After a long day on our motorcycles, my riding partner, Dave, and I, were in Guanajuato, Mexico, looking for a place to stay. We found a hotel on the side of the road, just out of town. The place looked nice—possibly too expensive for our budget, but we decided to see how much a night would cost.
I rolled up to a window that seemed to be Reception and thought it odd that the upper half was blocked off. I had to duck down to see the person—or rather, just his chest. When the glass slid open, I inquired about the cost of a room.
He asked how many hours I wanted the room for. That’s when it hit me. We’d found an auto or “love” hotel.
For the most part, auto hotels are mostly used by people who want to carry out illicit acts in secret. For example, each room has a garage, so spouses or work colleagues don’t drive by and see familiar vehicles parked outside a place with beds and showers.
A rate was negotiated for 12 hours, likely with some amount of snickering in the office. Dave and I rolled past a 10-foot-high concrete wall that looked like a jail surrounding the entire building. There was even a one-way sign and a secluded exit, so people didn’t drive past each other coming and going.
Inside the room, we laughed at the heart-shaped bed and mirror on the ceiling. A plastic chair the color of red licorice sat in the middle of the spacious room, curved so that anyone sitting in it would be exposed in certain ways.
We took some time trying to figure out a clear tube and canister on a shelf by the front door. This turned out to be the payment method—a vacuum pipe, not unlike today’s drive-thru bank deposit stations. Here, patrons could order food, alcohol, condoms, and other “delightful pleasures” and send money down the tube. Purchases would be dropped inconspicuously at the door with a knock. Love hotels are set up so that occupants and hotel staff don’t have to see each other. The only entry and exit is through the garage door, and almost everything can be bought through vending machines.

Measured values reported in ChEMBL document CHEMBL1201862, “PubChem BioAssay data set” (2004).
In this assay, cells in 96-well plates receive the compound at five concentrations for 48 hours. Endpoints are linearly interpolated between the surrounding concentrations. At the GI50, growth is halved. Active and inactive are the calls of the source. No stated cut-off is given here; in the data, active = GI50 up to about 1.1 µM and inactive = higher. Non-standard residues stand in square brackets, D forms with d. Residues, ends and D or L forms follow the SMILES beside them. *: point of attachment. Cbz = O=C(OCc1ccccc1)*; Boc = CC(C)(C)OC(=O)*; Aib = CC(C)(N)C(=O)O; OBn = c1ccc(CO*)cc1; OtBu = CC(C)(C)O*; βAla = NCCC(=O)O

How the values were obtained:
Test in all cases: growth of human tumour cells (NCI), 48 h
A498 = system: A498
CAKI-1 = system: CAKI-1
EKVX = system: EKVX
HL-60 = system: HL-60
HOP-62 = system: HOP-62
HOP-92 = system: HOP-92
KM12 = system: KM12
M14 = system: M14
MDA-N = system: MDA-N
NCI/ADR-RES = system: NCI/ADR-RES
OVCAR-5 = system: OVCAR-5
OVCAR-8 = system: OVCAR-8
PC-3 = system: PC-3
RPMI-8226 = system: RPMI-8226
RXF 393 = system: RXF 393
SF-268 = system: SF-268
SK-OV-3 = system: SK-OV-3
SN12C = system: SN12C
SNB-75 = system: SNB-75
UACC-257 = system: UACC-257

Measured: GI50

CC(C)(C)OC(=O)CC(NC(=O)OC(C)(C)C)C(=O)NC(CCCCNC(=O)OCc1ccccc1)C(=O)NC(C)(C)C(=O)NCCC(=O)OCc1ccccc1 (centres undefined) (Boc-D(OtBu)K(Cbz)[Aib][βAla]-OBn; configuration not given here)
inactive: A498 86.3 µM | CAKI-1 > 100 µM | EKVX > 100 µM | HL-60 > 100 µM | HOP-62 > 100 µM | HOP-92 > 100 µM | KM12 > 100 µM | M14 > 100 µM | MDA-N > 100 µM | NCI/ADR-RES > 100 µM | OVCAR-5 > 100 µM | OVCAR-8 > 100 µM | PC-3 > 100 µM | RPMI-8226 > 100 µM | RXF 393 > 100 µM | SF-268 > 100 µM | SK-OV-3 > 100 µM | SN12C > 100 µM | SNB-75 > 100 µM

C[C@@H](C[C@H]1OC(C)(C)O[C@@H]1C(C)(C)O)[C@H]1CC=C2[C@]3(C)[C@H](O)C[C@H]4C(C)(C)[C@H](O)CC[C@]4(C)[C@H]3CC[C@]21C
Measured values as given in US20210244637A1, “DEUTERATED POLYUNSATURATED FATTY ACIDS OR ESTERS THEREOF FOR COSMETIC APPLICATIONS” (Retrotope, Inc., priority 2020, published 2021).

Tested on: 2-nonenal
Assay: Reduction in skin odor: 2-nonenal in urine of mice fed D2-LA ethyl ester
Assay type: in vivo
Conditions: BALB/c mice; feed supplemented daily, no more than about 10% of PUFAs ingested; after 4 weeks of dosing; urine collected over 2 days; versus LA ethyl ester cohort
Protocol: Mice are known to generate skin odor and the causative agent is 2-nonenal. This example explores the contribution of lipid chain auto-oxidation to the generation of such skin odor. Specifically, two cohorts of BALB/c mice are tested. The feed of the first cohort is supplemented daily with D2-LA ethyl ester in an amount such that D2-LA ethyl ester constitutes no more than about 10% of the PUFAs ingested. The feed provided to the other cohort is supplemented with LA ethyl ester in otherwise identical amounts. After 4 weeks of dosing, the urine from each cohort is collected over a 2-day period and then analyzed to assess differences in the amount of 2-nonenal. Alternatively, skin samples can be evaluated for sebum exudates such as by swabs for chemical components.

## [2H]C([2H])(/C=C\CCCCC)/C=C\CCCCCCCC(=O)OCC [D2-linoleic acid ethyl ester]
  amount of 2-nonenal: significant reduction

I was grossed out knowing what had likely occurred in our room recently, but it looked spotless, and there was no denying the safety and security of having our bikes and all worldly possessions for our round-the-world trip parked in a garage below our feet.
Later, when we inquired about where to get dinner, the hotel’s owner came outside the office and offered to drive us to a restaurant. En route, he pointed out a bus station and said we could catch the 192 to return to the hotel when ready.
After our meal, we caught the bus back. When Dave asked the driver to let us off at Hotel Addiction, the driver snorted, and a few folks on the bus started laughing. They probably thought Dave and I had just met, and now he was taking me to a love hotel on a public bus.
There are “short stay” hotels around the world, but they were more prevalent during our ride down to South America than anywhere else we traveled. We often kept an eye out for this style of accommodation as it provided secure parking for our bikes—an added stress for many travelers with vehicles. Auto hotels are safe, clean, and—if you only need a few hours of sleep before continuing onward—cost-effective.
Some of the fancier rooms come with jacuzzi tubs, pools, ceiling swings, and poles—and even small gymnasiums for amorous athletes. (I can hear Borat’s voice right now saying, “Let’s go to sexy gymnasium!”)
But auto hotels are not just for cheating on significant others or hiring prostitutes; the rooms can provide romantic solace for those in relationships who can’t easily find privacy. Imagine being a young couple in love, living in a multi-family dwelling, or dorm rooms with roommates? Or parents who have small houses and share their bedrooms with kids. Maybe this is why auto hotels seemed more common between Mexico and Argentina, where there can be as many as three generations living under one roof.
As for the “auto” namesake, this perhaps is the most accurate description for temporary accommodation that comes with a garage—it’s a hotel for your vehicle. In Japan, love hotels are pronounced “rub hotels.” I’m not going to touch that one.
No matter what you call these places and whether you’re there to carry out something taboo or romantic, there really is only one good reason to go to a love hotel—to securely park an overland vehicle, of course.
Have you ever stayed in an auto hotel for the purpose of vehicle security while traveling?
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